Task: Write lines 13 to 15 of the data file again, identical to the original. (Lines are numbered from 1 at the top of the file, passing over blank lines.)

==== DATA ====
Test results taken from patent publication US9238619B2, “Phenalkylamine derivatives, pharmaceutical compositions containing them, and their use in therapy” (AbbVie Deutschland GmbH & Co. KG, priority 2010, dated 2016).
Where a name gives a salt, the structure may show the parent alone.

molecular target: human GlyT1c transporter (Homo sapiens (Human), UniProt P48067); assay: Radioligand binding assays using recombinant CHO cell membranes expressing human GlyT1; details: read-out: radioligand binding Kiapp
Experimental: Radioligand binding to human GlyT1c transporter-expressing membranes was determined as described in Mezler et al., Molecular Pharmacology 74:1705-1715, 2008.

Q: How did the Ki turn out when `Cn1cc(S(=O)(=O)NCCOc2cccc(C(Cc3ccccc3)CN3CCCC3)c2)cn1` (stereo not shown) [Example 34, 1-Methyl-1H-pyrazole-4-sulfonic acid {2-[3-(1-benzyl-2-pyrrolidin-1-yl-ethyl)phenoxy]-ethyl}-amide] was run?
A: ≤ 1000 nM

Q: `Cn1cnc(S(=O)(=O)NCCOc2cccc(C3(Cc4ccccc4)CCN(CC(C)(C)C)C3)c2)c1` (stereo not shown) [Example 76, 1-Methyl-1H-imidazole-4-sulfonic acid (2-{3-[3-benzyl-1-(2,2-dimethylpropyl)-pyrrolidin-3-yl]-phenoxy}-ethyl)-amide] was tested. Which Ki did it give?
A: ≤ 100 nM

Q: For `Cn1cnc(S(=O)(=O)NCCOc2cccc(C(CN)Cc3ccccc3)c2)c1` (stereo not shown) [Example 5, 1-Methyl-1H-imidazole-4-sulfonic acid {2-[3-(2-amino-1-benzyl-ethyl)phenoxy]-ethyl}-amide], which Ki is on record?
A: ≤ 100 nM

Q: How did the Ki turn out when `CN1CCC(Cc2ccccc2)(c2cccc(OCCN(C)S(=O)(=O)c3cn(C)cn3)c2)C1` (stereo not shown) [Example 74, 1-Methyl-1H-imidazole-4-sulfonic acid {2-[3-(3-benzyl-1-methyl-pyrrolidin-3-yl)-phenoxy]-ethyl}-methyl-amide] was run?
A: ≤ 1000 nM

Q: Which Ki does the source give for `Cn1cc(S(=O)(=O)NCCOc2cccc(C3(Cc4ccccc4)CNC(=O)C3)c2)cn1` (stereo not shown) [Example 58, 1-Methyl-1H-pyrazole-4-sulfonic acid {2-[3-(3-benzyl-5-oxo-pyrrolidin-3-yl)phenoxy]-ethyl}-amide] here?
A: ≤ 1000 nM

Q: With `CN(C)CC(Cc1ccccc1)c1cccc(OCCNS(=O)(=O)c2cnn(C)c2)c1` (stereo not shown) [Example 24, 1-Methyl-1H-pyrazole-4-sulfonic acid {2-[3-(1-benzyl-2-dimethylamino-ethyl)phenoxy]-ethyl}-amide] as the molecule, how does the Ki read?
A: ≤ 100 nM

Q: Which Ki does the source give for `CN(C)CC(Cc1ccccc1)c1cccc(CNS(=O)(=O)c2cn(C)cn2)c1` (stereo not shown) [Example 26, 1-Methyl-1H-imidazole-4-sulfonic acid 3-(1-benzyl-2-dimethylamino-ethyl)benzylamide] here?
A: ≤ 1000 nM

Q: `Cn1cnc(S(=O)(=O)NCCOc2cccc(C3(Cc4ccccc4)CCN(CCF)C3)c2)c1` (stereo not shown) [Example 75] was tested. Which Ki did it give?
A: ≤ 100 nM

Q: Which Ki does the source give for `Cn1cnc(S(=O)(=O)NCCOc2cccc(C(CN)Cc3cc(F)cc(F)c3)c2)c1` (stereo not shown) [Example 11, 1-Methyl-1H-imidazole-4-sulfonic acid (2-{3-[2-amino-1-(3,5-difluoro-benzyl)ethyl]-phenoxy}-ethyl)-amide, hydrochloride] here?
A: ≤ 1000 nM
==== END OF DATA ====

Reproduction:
Q: Which Ki does the source give for `Cn1cc(S(=O)(=O)NCCOc2cccc(C3(Cc4ccccc4)CNC(=O)C3)c2)cn1` (stereo not shown) [Example 58, 1-Methyl-1H-pyrazole-4-sulfonic acid {2-[3-(3-benzyl-5-oxo-pyrrolidin-3-yl)phenoxy]-ethyl}-amide] here?
A: ≤ 1000 nM

Q: With `CN(C)CC(Cc1ccccc1)c1cccc(OCCNS(=O)(=O)c2cnn(C)c2)c1` (stereo not shown) [Example 24, 1-Methyl-1H-pyrazole-4-sulfonic acid {2-[3-(1-benzyl-2-dimethylamino-ethyl)phenoxy]-ethyl}-amide] as the molecule, how does the Ki read?